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Diensthundpruefungsordnung 1 (DPO-1)

DPO-1 certification examinations should be administered only after both dog and handler have completed a course of training which is designed for the specific examination to be administered. Afterwards, to maintain certification, the dog should be re-examined on an annual basis. This is to assure performance quality-control over the career of the dog.

DPO-1 competitions are common and not held to the same constraints as certification examinations. A variety of DPO competition standards exist and any of these may be employed for competition events. DPO-1 competitions are merely sporting events and do not carry the same efficacy as certifications.

A government entity should be responsible, accountable, and liable for the training and certification of police service dogs and handlers. The skill level of the Dog being examined should be declared by competent and certified police service dog judges, familiar with the individual certifications.

A certification is an official police function. Accordingly, official uniforms shall be worn by any handler presenting a dog for an examination. Handlers are expected to display appropriate tactical skills during the course of the examination. No leather collars shall be permitted during an examination.

In the event a handler or dog does not exhibit suitable skill during an examination, no certification shall be issued at that time. The examination may be re-taken within a reasonable time frame, to be established by the respective judge or agency.

A certified handler or dog is not prohibited from participating in other types of dog trials, so long as the event carries significant benefit for the police function. Handlers should exercise caution when determining whether or not to participate in such trials. Handlers should seek competent input from their administrators or other experienced handlers or trainers as to the degree of benefit versus the risk.

In the interest of the equal treatment for certificants and objective evaluations, the following should be ensured:

  1. All exercises are administered on one day;
  2. All simulated suspects are strangers to the dog; and
  3. All locations utilized in the exercises are foreign to the dog.

Each PSP1 examination shall begin with exercise #1 to establish gunsureness, mental stability, and combat skill. Then the patrol dog judge shall determine the order in which the exercises will be administered. A dog which does not defend its handler sufficiently or exhibits gunshyness shall not certify. A dog should exhibit a "suitable" skill level in the obedience phase to continue in the examination process.

The patrol dog handler and dog form an operational team, therefore, a dog is to be examined with the respective handler it is to be deployed with. The dog may be considered functional if it achieves a skill rating of "Suitable" in each of the following individual behaviors.

  1. Detaining a submissive person;
  2. Subduing a hostile or fleeing person;
  3. Releasing a person on command;
  4. Indicating the presence of a person and evidence;
  5. Handler skill.

Certified detector dogs are permitted the option of substituting the last skill rating for the scentwork grade in this examination.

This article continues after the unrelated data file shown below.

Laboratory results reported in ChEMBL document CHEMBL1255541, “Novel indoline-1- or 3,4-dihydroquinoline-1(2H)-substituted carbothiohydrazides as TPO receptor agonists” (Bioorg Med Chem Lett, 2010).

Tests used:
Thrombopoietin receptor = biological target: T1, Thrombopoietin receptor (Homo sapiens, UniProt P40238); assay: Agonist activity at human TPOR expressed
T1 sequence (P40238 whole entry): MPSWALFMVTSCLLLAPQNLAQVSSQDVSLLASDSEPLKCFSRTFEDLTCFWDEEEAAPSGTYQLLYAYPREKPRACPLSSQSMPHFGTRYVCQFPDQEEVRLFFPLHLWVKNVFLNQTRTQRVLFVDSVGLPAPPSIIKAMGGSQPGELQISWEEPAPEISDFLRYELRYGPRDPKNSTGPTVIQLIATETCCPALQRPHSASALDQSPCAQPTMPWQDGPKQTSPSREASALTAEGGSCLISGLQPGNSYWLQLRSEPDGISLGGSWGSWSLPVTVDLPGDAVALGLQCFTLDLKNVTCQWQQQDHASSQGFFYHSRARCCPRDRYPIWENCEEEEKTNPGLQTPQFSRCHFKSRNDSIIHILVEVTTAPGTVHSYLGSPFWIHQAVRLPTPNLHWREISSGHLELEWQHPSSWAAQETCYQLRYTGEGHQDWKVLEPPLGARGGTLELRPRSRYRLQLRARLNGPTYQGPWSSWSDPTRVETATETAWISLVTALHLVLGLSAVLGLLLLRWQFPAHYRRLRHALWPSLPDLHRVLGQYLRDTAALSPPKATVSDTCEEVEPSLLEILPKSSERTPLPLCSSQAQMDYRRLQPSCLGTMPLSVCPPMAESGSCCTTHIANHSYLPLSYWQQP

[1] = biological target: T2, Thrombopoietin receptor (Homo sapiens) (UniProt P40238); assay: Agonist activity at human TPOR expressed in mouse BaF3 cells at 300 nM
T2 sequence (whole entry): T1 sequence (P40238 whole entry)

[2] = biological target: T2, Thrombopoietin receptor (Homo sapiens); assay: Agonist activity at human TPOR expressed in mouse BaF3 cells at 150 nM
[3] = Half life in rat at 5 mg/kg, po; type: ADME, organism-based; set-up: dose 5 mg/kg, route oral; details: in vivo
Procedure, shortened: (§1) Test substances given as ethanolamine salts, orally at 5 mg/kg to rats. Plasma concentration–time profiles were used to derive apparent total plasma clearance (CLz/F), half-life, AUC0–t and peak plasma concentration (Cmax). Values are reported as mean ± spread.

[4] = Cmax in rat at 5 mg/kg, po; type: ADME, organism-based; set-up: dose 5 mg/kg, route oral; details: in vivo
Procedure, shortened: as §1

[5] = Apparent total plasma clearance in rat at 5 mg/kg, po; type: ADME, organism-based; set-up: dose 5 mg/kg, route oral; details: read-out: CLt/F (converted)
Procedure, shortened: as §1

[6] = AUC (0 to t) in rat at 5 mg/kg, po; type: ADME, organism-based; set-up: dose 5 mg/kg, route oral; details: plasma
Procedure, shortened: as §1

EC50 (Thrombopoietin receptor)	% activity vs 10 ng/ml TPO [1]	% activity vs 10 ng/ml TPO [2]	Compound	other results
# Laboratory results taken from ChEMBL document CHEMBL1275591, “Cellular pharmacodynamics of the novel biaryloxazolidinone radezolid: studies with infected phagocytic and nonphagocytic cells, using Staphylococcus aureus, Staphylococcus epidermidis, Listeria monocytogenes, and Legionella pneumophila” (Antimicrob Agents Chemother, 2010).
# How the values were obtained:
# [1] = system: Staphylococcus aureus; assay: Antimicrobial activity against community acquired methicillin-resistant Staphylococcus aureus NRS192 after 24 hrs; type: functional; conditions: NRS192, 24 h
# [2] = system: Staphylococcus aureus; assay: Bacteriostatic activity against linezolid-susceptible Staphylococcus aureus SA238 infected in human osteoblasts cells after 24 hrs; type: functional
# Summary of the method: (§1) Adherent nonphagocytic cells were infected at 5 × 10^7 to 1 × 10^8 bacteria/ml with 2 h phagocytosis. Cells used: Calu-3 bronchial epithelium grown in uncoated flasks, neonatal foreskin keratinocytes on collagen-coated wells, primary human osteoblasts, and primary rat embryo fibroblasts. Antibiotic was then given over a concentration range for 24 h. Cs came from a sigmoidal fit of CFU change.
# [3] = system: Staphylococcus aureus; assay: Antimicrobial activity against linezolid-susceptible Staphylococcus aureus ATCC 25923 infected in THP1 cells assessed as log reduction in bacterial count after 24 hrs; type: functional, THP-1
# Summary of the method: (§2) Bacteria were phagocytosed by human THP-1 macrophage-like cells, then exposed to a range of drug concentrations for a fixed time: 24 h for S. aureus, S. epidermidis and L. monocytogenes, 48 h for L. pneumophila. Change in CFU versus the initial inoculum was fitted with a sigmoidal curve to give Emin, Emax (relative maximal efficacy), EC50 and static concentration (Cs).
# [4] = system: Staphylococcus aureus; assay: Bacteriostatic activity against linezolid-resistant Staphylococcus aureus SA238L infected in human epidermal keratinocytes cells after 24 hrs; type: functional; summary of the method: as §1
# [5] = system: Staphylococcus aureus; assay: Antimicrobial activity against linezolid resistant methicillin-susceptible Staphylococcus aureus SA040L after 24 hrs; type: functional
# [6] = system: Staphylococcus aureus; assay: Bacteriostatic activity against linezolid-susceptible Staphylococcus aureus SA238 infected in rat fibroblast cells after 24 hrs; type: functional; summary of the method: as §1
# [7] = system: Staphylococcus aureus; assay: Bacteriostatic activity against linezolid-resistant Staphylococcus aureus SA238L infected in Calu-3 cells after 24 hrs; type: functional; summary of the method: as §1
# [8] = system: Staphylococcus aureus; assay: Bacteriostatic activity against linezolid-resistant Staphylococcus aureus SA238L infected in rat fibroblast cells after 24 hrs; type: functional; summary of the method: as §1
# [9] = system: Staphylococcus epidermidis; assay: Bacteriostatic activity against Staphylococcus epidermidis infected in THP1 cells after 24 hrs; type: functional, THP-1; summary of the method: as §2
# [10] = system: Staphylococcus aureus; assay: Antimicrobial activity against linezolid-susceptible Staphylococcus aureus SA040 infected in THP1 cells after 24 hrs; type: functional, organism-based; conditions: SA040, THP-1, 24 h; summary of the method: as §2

Voice commands or hand signals are permitted. Repeating a command or a signal is permitted only if it is evident the dog did not hear or see it or if it is integral to the exercise. The Judge shall determine this situation.

Commands or signals other than those declared as official shall be considered handler Help. Excessively loud commands are not allowed, nor are objects or food or other such types of motivation. The dog is expected to respond to commands or signals joyfully and quickly.

All exercises begin and end from the heel position. This is exemplified when the handler stands upright with the dog sitting at the left or right side, depending on the manner of training.

The handler shall present him/herself in a professional manner and is permitted to ask clarification questions prior to the start of the examination.

The patrol dog judge shall issue a weapon (pistol, knife, etc.) to the perpetrator in at least one of the apprehension exercises. The weapon shall be carried such that it can be discovered only by a careful frisk.

The patrol dog judge shall determine the starting point for all exercises, not the handler.


Definitions of Behavior
Heel
The dog shall accompany the handler joyfully and attentively, keeping its shoulder in line with the handler's torso. Forging or lagging, wide or crowding behavior is faulty. Only at a change of pace may the handler issue an additional command or signal. The normal and fast paces shall be distinctly different.

Sit
If the handler halts, the dog shall, without command or signal, sit immediately in the heel position. The handler shall not move in order to favor the dog's position, but rather, the dog shall position itself according to the handler.

Down
If the handler commands or signals the dog to down, it shall comply immediately. If this occurs during heeling, the dog shall lie parallel to the handler. If this occurs during an apprehension task i.e., detaining, pursuit, etc., the dog shall lie facing the relevant person. If this occurs during a scentwork task, i.e., evidence indication, the dog shall lie facing the relevant object.

Recall
If the handler recalls the dog, it shall respond immediately and run at top speed to the handler. The "Front" position is prescribed for a recall. For examination purposes, the dog shall remain at the front position for three seconds before being commanded to the Heel position.